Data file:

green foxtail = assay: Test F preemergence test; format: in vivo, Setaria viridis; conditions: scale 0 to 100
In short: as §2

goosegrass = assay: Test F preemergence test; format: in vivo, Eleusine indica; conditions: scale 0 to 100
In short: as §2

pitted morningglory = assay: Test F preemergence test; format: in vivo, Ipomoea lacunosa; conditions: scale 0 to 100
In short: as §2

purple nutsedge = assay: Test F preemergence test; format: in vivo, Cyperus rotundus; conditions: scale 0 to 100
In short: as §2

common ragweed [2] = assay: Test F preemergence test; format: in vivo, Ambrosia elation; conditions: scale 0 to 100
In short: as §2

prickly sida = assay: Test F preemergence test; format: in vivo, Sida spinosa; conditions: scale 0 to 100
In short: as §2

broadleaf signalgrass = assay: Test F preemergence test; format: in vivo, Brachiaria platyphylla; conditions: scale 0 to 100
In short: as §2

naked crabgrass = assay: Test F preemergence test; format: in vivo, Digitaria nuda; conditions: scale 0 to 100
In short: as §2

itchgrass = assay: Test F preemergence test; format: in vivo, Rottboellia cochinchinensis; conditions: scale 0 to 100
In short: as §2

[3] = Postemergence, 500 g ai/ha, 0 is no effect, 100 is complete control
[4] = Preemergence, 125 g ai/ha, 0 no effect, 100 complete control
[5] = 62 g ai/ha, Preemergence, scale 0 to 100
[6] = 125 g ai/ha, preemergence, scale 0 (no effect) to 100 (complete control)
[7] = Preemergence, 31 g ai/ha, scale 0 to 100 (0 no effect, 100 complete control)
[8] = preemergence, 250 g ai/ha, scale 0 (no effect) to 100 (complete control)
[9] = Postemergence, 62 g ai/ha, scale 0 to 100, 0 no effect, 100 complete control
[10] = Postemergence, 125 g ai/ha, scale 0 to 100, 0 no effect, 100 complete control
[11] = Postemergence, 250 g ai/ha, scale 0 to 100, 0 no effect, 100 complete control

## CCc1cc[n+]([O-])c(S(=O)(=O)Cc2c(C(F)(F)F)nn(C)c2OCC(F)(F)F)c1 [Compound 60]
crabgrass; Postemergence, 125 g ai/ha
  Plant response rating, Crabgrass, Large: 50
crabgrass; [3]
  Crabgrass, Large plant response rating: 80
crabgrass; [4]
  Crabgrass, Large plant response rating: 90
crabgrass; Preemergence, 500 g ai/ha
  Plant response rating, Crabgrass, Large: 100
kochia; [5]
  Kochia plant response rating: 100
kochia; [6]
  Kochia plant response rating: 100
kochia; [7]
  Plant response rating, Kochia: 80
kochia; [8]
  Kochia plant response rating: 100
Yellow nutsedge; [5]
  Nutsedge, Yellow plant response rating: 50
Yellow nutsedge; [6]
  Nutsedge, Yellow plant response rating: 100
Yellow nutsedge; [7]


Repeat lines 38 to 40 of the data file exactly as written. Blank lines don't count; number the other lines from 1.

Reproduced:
  Kochia plant response rating: 100
kochia; [6]
  Kochia plant response rating: 100